Also, websites can use subdomains in several other ways as well. Just like the example of regional menus, you can also denote country or language with subdomains. A good example of this would be Wikipedia articles written in different languages.

Creating Your Own Subdomain

Now that you have a better idea of what these are, it’s time to drop a few lines about how you can create a subdomain to improve your website’s organization.

Basically, no matter what you want to use your subdomain for, you can create one easily with some help from your hosting provider.

Some providers make it incredibly easy to organize your site with enabling you to host your specific content and a subdomain, usually one per content tool. For one brand domain, that would mean a blog, store, landing page, and a webpage subdomain, or another similar structure.

However, it’s important for you to know that different hosting providers will have different features when it comes to subdomains services. As such, if you want to create subdomains, your best bet would be to reach out to your hosting provider and talk about the details of their services.

However, most steps are similar to the ones we are about to show below:

Give Your Subdomain a Name

First thing’s first. You will want to give your new subdomain a name that will fit the site section you will be assigned to it. Common examples are store, shop, blog, help, events, and so on.

The trick here is to take it easy and not overthink this step. Simply just pick a name that will describe that part of the website the best. Strive to use a single word if possible so that your URL will remain clean and still familiar to your visitors.

Visit Your cPanel

After coming up with the most sufficient name, it’s time to start adding your subdomain. Log into your file manager on your hosting provider’s platform. In most cases, it will be cPanel.

Enter and Navigate to Subdomains

Once you’re in cPanel, go to either the Add Subdomains or the Subdomains option, where you can enter your choice. Add the subdomain and select the primary domain too.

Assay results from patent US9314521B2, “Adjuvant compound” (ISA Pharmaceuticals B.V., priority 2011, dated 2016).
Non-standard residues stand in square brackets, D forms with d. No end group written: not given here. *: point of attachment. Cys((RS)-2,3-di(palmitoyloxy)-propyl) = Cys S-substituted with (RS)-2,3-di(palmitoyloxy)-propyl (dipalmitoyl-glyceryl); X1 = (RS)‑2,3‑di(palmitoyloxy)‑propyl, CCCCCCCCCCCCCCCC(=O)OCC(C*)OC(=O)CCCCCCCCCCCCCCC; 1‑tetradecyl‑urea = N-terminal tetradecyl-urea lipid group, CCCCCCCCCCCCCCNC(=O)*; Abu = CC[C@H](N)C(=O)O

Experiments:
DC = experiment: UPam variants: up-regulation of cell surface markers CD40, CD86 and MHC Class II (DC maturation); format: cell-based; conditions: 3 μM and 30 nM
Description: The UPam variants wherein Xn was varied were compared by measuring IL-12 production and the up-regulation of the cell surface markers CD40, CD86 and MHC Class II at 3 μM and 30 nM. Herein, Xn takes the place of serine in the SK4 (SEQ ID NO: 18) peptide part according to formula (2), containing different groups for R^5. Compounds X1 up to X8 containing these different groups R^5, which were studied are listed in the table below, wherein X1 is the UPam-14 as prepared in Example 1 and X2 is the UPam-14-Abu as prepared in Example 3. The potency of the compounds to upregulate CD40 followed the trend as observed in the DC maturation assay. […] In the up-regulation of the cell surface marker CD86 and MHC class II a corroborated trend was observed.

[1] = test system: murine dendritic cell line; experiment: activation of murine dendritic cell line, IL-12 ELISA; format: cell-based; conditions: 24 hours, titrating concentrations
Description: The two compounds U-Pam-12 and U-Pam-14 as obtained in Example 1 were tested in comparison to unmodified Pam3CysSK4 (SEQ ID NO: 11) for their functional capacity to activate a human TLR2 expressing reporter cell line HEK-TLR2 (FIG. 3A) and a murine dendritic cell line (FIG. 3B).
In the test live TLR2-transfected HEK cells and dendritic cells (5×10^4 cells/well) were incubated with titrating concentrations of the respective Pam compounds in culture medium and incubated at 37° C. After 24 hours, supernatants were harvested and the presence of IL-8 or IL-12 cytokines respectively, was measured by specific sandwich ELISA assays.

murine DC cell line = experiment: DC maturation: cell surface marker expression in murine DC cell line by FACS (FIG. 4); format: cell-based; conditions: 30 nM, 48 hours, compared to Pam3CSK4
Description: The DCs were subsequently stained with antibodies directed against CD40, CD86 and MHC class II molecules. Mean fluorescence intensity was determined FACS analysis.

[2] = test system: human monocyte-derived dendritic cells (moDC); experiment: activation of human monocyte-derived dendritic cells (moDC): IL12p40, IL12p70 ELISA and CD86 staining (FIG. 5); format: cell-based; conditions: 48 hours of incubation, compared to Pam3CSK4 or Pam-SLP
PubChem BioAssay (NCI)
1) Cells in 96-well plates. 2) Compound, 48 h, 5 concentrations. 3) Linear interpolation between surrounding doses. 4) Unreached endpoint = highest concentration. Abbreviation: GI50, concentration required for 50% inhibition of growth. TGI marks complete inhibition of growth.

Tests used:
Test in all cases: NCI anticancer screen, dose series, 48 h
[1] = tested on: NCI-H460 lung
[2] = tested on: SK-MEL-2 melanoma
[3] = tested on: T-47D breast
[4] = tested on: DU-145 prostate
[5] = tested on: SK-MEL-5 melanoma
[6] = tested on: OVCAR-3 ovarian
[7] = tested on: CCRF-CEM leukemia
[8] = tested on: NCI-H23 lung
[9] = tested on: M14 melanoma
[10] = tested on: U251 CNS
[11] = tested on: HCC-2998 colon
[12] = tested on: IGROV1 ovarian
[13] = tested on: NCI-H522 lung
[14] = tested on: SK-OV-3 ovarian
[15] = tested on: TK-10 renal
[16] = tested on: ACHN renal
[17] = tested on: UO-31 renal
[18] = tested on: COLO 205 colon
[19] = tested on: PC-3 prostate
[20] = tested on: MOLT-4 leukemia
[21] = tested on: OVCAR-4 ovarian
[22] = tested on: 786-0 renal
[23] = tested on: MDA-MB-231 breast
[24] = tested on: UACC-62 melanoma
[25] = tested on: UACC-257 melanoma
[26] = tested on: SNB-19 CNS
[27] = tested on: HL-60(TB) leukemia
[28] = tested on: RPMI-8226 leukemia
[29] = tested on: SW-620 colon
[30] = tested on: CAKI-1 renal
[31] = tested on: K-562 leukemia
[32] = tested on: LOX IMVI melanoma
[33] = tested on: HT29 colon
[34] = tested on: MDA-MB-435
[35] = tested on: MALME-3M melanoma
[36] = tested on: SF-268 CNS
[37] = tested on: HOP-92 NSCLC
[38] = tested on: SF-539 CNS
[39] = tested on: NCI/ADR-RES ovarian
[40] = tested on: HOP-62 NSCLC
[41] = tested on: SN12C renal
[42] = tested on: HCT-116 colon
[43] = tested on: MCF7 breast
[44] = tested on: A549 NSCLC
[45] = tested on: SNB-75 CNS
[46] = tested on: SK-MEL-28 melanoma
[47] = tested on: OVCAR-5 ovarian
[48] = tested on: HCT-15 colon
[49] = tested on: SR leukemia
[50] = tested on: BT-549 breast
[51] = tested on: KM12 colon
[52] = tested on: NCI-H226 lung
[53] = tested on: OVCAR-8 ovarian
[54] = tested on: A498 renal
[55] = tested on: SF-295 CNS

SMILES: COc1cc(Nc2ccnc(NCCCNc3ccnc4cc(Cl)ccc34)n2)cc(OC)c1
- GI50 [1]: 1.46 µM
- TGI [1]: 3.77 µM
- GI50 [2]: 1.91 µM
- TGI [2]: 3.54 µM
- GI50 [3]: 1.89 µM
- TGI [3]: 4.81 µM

Add a New DNS Record

After you’ve finished up creating your new subdomain, it’s time to create a new domain name system record. Go to your DNS menu, where you should find the necessary command. After selecting it, choose what you want to connect your subdomain to.

Click Create

Once you’re done with all this, simply just click create and wait until the subdomain resolves. Depending on a few factors, implementing your new subdomain can take you as little as 30 minutes but may also take you around 24 hours.

Adding a Subdomain to Your Website

If you’re wondering if you should publish one of your pages under a www subdomain or under a different one, you should first consider the primary goals you wish to achieve with your website.

The pages that share the website goal should definitely go with www.

Also, don’t go overboard with subdomains.

More precisely, if you’re running an eCommerce site where you occasionally also publish blog posts, you can use the “blog”  subdomain for your blogs, while the www will remain as your store subdomain.

However, if selling merchandise is only secondary, but you’re heavy on pushing new content frequently, you might want to consider using the store sub for your eCommerce page and www for your blog.


Finishing Thoughts

As you can see, subdomains mainly help you organize your website better by separating your different services and content types on your platform without the need to create new domains for each part of your site.

Subdomains can also help your users to find what they’re looking for faster and with ease. They can improve your site’s user experience. As such, it’s something worth considering.

Szabolcs Szecsei

Szabolcs Szecsei born on February 4th, 1989, A Hungarian writer, living in Novi Sad, Serbia. With a master’s degree in Communication and Media Studies, Szabolcs has been working in the news and marketing industry for more than six years. Apart from writing, Szabolcs is also a professional touring and recording musician, working for several bands and projects.